getty.jpg

Compare this with Pope's Francis biography from the Vatican:

org.jpg

It says he was a spiritual director in Córdoba, 400 miles away from Buenos Aires. Sure, they have buses and trains and plains in Argentina, but still.

Another tip now: Always think "video" when you see a picture. Just type some words from the event in Google's search engine. This will lead to a YouTube video of the same event as captured on the Getty photo.

youtube2.jpg

Here's that YouTube video.

Now you see both people from the Getty image moving. This doesn't make sense. Pope Francis was born December 17, 1936. Videla was born August 2, 1925. He is more than 10 years older. In the YouTube video, the ages don't seem to match.

We have uncovered enough reason to doubt the original claim about Pope Francis, so now it's time to go for the final check. Probably more people discovered what you just found out. So, order Google to search for fake photos:

"false" OR "falsely" OR "fake photo" "jorge videla" "jorge bergoglio"

Don't search in English, but go for Spanish and French. You can type the words in English, and Google translates the keywords and the hits are translated back into English.

frencj.jpg

The first hit leads to sources who claim that the Michael Moore photo is false:

henf.jpg

Other keywords can be "not true," "hoax" or "blunder."

It's also a good idea to send a tweet to Storyful -- they even have a hashtag #dailydebunk.

deubnked.png

There you have it. The Guardian amended its story from 2011 on March 14, 2013.

@lady_bzh @annamasera @delong Correction coming shortly. Verbitsky book does deal with Bergoglio, but O'Shaughnessy misreported story

— Matt Seaton (@mattseaton) March 14, 2013

Nevertheless, some newspapers broke the story afterwards, as Volkskrant did on March 15. They apologized the next day:

correct.png

By doing some background research, this could have been avoided. Had proper fact checking taken place, this story should not have been written in the first place.

Dutch born Henk van Ess, currently chairs the VVOJ, the Association of Investigative Journalists for The Netherlands and Belgium. Van Ess teaches internet research & multimedia/cross media at universities and news media in Europe. He is founder of VVOJ Medialab and search engines, Inside Search, Cablesearch.org and Facing Facebook. His current projects include consultancy for news websites, fact checking of social media and internet research workshops.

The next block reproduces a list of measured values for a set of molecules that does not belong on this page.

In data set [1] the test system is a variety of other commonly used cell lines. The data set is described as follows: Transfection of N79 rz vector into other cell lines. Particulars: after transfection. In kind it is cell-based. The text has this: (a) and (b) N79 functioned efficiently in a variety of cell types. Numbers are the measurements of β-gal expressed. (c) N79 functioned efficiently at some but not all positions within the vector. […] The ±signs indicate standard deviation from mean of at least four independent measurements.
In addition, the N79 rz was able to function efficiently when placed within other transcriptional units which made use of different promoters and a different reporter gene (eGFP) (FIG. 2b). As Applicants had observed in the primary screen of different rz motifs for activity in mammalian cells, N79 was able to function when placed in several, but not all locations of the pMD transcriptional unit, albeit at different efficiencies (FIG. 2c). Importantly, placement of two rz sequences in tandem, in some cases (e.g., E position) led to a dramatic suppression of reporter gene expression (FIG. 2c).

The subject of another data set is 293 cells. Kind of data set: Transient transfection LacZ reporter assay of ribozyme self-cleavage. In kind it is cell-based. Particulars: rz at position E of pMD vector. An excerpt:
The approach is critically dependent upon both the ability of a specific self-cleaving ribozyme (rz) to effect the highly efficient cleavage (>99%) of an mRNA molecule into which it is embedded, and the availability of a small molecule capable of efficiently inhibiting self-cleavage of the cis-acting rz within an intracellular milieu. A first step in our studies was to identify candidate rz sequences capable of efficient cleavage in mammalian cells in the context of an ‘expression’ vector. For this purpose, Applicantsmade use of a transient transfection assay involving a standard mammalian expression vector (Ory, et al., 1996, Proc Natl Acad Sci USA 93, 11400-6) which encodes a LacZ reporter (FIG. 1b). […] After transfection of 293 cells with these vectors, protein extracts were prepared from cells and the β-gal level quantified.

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March 25 2013

12:15

September 05 2012

17:30

Infographics: The Daily Social Media Buzz at the DNC

Editor's note: The folks at BuzzMgr, a social media listening tool, have been putting together a daily infographic from the Democratic National Convention in Charlotte, N.C., to help distill the daily buzz there. Last week, they provided daily infographics for the Republican National Convention. Below is the first infographic for the DNC. We'll update this post with the most recent infographics as they come in.

(Click on the image for a larger version.)

DNC, Day 1

DCNBuzz-Infographic(Day1).jpg

The ConventionBuzz daily infographics are a snapshot of social media conversations surrounding the key people, issues and events associated with the national political conventions.

convention digital small.jpg

Throughout the day, members of our analyst team recommend highly retweeted and most-discussed posts for inclusion in the Tweet Buzz section. To be included in the "What's An Expert Think?" section, the post either is chosen because of the prominence or expertise of the author or the creativity of the post. Typically, it will refer to one of the key themes of the day.

Kathleen Hessert is a former TV journalist who now runs BuzzManager, Inc and the sports reputation management firm, Sports Media Challenge. Lauded for launching NBA great Shaquille O'Neal on Twitter which helped take the platform to the masses, BuzzManager now provides a range of social media services for a wide range of clients including strategy, execution, education and monitoring via her proprietary BuzzMgr™ listening tool.